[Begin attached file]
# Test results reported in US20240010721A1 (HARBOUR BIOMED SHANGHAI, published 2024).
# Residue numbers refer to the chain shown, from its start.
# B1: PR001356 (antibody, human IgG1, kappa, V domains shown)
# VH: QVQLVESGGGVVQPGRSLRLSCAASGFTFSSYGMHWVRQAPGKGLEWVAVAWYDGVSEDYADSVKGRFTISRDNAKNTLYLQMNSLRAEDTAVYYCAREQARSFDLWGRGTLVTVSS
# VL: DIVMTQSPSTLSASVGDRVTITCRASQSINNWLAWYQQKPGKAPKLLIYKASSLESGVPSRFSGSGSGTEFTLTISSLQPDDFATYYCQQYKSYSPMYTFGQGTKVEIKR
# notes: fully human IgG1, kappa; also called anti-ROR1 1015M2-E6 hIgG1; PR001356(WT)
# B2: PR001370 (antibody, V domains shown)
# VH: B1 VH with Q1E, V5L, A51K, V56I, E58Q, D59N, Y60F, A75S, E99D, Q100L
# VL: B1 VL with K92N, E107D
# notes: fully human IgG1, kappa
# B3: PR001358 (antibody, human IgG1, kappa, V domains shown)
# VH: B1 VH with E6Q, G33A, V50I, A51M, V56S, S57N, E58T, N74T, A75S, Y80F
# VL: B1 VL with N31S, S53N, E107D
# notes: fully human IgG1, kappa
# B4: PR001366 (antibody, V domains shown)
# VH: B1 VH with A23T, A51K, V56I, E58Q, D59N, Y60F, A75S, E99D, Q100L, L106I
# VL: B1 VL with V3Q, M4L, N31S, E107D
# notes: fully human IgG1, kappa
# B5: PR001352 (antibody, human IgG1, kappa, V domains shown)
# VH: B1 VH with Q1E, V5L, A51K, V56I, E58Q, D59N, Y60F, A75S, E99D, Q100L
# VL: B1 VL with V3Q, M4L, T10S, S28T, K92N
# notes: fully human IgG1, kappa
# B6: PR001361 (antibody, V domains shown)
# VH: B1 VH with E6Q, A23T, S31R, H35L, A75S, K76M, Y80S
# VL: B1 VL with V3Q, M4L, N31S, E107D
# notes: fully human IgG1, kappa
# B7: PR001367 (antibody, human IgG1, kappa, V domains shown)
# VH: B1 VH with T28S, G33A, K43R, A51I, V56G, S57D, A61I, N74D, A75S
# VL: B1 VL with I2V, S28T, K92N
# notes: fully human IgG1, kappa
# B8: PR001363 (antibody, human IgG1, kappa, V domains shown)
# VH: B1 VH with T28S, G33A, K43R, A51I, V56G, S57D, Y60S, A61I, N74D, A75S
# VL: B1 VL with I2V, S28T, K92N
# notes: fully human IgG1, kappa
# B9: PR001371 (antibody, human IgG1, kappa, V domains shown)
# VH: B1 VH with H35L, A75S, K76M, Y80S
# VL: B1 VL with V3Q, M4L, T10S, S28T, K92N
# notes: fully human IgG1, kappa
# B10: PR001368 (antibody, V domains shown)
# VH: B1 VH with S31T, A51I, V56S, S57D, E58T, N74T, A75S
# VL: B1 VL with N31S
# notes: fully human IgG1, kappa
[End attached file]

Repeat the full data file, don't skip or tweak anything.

# Test results reported in US20240010721A1 (HARBOUR BIOMED SHANGHAI, published 2024).
# Residue numbers refer to the chain shown, from its start.
# B1: PR001356 (antibody, human IgG1, kappa, V domains shown)
# VH: QVQLVESGGGVVQPGRSLRLSCAASGFTFSSYGMHWVRQAPGKGLEWVAVAWYDGVSEDYADSVKGRFTISRDNAKNTLYLQMNSLRAEDTAVYYCAREQARSFDLWGRGTLVTVSS
# VL: DIVMTQSPSTLSASVGDRVTITCRASQSINNWLAWYQQKPGKAPKLLIYKASSLESGVPSRFSGSGSGTEFTLTISSLQPDDFATYYCQQYKSYSPMYTFGQGTKVEIKR
# notes: fully human IgG1, kappa; also called anti-ROR1 1015M2-E6 hIgG1; PR001356(WT)
# B2: PR001370 (antibody, V domains shown)
# VH: B1 VH with Q1E, V5L, A51K, V56I, E58Q, D59N, Y60F, A75S, E99D, Q100L
# VL: B1 VL with K92N, E107D
# notes: fully human IgG1, kappa
# B3: PR001358 (antibody, human IgG1, kappa, V domains shown)
# VH: B1 VH with E6Q, G33A, V50I, A51M, V56S, S57N, E58T, N74T, A75S, Y80F
# VL: B1 VL with N31S, S53N, E107D
# notes: fully human IgG1, kappa
# B4: PR001366 (antibody, V domains shown)
# VH: B1 VH with A23T, A51K, V56I, E58Q, D59N, Y60F, A75S, E99D, Q100L, L106I
# VL: B1 VL with V3Q, M4L, N31S, E107D
# notes: fully human IgG1, kappa
# B5: PR001352 (antibody, human IgG1, kappa, V domains shown)
# VH: B1 VH with Q1E, V5L, A51K, V56I, E58Q, D59N, Y60F, A75S, E99D, Q100L
# VL: B1 VL with V3Q, M4L, T10S, S28T, K92N
# notes: fully human IgG1, kappa
# B6: PR001361 (antibody, V domains shown)
# VH: B1 VH with E6Q, A23T, S31R, H35L, A75S, K76M, Y80S
# VL: B1 VL with V3Q, M4L, N31S, E107D
# notes: fully human IgG1, kappa
# B7: PR001367 (antibody, human IgG1, kappa, V domains shown)
# VH: B1 VH with T28S, G33A, K43R, A51I, V56G, S57D, A61I, N74D, A75S
# VL: B1 VL with I2V, S28T, K92N
# notes: fully human IgG1, kappa
# B8: PR001363 (antibody, human IgG1, kappa, V domains shown)
# VH: B1 VH with T28S, G33A, K43R, A51I, V56G, S57D, Y60S, A61I, N74D, A75S
# VL: B1 VL with I2V, S28T, K92N
# notes: fully human IgG1, kappa
# B9: PR001371 (antibody, human IgG1, kappa, V domains shown)
# VH: B1 VH with H35L, A75S, K76M, Y80S
# VL: B1 VL with V3Q, M4L, T10S, S28T, K92N
# notes: fully human IgG1, kappa
# B10: PR001368 (antibody, V domains shown)
# VH: B1 VH with S31T, A51I, V56S, S57D, E58T, N74T, A75S
# VL: B1 VL with N31S
# notes: fully human IgG1, kappa